Speak Now with Columnist Maddie Raymond: Who were you before COVID?

Published: 4/11/2022 8:40:24 PM
Modified: 4/11/2022 8:39:13 PM

March 13 is Apocalypse Day. It’s not a holiday you’ll find on any calendar, but it means something to me. It’s the day the COVID-19 pandemic ended the world as I’d known it for my previous 15 years of life. Though I’d heard about COVID in the news, known then as the coronavirus, I had no concept of what would happen to me. I considered it just another mildly terrible world event happening somewhere far away. Then I went to school on March 13, 2020, and something felt deeply wrong.

The lights seemed too bright, and the sky out the windows was too dark. But I wasn’t afraid yet. I was more annoyed that my school hadn’t given the call to close down for two weeks the way others in the area had. I was tired of school and thought I could use a two-week break. I had no idea two weeks would turn into two months, then two years. I would never be the same.

But this isn’t a COVID article. There have been so many of those, speculations on how bad it would get and when we’d get back to normal that I scoured endlessly through those dark first few months. Yet for me, I came to realize that there wouldn’t be a return to normal. Even if COVID ceased to exist today, the person I was before the pandemic no longer exists. Before COVID, I was a sophomore in high school, brand new to my school and struggling to balance harder classes and rebuilding my social life. I was still figuring out my sexuality, and viewed the world through much more sheltered eyes. Like so many others, COVID awakened me to the realities of our world under racial capitalism. With George Floyd’s murder and the protests that followed, I committed myself to learning about the systems that operate in our society and how they’re functionally stacked against people who are BIPOC, poor, disabled, LGBTQIA+; anything that is sideways of the status quo.

By the time you all get this article, I will be 18 years old. A full legal adult, and so far removed from the kid I was. Before I was forced into social isolation by COVID, I wasn’t an activist, and even now I hesitate to label myself as one. But now more than ever I believe in the possibility of change. COVID-19 has taught me that the only constant thing in life is that nothing is constant. When the pandemic was at its worst, I went through the darkest time of my life. Cut off from my friends and activities, I looked forward to sleeping each night and dreaded waking up. Yet at the same time, I was able to separate myself from what my peers thought and find out what I really wanted. I was able to educate myself on how to dismantle white supremacy and then offer my perspective through writing when I was ready. Without COVID, I probably wouldn’t be here writing to you all every month. The one certainty from these past two years of pandemic fueled chaos is that I am not the same person that I was before.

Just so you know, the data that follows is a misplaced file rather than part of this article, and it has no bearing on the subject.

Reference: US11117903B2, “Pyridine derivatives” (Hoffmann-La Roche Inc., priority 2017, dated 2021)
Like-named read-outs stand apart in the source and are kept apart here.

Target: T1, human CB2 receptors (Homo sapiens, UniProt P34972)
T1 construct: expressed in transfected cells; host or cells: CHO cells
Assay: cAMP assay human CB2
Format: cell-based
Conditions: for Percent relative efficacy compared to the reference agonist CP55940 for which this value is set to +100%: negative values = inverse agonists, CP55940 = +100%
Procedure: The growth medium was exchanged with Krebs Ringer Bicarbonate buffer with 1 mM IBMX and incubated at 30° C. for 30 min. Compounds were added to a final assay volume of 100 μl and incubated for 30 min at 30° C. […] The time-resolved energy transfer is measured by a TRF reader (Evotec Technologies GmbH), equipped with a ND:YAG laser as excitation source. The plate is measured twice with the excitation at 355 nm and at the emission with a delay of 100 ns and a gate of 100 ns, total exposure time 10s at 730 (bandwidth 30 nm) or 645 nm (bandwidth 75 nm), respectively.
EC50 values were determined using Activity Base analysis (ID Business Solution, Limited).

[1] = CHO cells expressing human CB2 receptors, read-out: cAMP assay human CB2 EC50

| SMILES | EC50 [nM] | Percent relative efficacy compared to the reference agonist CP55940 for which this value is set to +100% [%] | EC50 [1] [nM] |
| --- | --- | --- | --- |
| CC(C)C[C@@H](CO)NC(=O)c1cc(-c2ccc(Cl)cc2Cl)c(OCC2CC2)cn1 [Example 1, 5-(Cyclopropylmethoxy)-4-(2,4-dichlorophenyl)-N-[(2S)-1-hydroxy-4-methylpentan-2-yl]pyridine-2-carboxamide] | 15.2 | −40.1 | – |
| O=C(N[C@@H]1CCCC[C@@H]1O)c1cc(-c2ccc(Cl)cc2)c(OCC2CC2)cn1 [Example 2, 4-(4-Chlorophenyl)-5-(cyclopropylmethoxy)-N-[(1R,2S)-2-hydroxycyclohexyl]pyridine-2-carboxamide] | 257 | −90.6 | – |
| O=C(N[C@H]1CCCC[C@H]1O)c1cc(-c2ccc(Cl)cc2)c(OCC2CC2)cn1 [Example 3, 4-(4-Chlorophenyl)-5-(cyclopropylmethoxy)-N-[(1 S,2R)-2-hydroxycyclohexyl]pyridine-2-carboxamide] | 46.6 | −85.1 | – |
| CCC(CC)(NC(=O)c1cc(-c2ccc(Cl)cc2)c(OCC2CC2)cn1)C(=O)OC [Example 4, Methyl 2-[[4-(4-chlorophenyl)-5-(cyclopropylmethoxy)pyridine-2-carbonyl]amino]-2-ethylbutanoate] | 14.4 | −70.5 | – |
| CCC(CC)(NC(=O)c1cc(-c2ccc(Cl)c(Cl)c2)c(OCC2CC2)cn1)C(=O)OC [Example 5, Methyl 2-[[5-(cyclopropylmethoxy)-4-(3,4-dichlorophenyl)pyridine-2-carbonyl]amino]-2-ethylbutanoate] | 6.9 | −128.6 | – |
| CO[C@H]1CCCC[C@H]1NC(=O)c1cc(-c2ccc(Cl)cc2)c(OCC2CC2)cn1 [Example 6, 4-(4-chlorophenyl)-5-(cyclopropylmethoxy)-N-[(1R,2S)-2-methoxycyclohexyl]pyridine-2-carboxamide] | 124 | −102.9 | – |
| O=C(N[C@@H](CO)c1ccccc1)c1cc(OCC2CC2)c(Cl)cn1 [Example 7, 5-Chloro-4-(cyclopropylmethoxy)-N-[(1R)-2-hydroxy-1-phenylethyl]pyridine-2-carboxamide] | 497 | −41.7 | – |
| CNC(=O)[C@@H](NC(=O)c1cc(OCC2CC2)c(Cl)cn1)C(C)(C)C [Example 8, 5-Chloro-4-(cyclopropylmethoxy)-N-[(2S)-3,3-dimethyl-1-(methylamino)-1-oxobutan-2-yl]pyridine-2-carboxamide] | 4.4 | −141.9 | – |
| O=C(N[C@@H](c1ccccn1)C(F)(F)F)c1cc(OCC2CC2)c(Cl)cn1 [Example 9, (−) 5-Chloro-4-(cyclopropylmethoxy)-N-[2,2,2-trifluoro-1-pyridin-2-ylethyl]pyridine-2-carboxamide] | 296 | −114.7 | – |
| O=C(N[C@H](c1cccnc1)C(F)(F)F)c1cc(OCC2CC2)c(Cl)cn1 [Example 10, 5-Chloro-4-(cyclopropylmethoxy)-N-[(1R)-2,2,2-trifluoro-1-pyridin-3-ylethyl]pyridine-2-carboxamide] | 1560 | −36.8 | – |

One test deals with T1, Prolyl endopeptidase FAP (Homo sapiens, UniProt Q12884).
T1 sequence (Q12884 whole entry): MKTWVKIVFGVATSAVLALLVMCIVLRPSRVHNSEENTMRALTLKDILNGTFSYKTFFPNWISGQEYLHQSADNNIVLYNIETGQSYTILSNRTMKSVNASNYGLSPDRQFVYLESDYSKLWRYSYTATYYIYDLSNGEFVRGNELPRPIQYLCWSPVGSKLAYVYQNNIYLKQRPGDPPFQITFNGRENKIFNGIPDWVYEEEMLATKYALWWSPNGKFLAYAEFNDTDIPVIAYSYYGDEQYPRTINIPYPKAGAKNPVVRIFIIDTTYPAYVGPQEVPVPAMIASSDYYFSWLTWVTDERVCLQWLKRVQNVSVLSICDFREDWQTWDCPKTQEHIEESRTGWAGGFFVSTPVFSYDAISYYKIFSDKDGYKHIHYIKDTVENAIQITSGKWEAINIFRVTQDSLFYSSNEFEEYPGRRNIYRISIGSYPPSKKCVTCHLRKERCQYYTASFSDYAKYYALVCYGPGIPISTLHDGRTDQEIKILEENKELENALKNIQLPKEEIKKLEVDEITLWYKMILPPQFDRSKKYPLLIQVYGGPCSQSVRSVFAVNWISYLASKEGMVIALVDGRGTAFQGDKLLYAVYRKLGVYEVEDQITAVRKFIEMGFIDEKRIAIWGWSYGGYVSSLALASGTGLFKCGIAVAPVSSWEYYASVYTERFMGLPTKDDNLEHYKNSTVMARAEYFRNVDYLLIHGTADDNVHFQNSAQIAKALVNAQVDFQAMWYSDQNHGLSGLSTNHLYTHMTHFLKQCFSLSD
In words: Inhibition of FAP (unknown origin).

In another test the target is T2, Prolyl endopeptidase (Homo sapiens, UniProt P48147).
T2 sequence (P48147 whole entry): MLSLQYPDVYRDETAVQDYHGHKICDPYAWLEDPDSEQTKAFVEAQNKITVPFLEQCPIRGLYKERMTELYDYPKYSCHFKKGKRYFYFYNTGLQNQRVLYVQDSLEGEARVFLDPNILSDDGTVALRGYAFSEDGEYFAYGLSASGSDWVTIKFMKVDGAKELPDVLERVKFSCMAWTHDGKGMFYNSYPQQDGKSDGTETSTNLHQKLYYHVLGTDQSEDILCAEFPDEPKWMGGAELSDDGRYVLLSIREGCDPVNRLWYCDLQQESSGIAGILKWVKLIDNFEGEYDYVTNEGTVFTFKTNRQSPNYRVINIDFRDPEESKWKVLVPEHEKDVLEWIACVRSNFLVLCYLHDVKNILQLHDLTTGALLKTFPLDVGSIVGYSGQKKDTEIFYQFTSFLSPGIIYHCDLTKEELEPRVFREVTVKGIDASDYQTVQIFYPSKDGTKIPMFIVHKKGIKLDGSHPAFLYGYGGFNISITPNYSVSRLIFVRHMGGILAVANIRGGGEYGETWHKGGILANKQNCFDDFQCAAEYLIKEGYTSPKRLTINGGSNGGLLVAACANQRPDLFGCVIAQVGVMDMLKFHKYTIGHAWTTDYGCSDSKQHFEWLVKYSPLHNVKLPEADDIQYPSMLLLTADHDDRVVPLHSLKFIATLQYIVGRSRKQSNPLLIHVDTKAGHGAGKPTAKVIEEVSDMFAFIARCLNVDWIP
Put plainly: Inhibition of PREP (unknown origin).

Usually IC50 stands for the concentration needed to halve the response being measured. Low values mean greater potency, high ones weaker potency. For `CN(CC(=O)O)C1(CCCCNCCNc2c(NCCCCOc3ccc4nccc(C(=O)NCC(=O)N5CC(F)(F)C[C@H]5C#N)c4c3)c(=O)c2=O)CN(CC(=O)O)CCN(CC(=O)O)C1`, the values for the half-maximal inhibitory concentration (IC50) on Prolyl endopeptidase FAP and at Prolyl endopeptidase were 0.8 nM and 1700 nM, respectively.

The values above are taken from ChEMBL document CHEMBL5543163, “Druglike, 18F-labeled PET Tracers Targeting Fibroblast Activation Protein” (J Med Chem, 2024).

Normally, this would be the part of the article where I tell you folks what to do in the future. I’d give you some action items, and send you off. But for this month, I want you to look back. Think about who you were before COVID. What’s changed? So many of you have come to me saying I have opened your eyes and gotten you to use your privilege to help dismantle white supremacy. So many of you have participated in social justice movements for the first time, and cast a critical eye on how society works. For that, I want to say I’m proud of each and every one of you. These past few years haven’t been easy, but we are still here and we will continue to be here because that’s what we do.

And I’m proud of myself too. This isn’t something I say often, but as adulthood approaches I think it’s about time. You all have gotten to watch me come of age through these articles, discovering myself as I educate you all on what I’ve learned. I still have some time left before I go to college, but I thought I would thank you all now and tell you to keep at it. This social justice stuff, it’s tough. For us white people, it’s a lot of unlearning, of sacrificing, of forcing ourselves to be uncomfortable. But it is so necessary. We didn’t ask to be given these privileges, but we must do what we can to even the playing field for everyone else. So I ask you all to keep centering BIPOC in every space you can. Keep redistributing wealth and keep participating in mutual aid. Keep going to protests, and keep educating yourselves about the systems in society. Keep striving to change for the better, just as you already have these past few years. This dismantling of white supremacy is a lifelong process, and probably not one we will finish in our lifetime. But so much has changed already, and I believe more is to come. I believe in us.

Maddie Raymond, who lives in the hilltowns, writes a monthly column.


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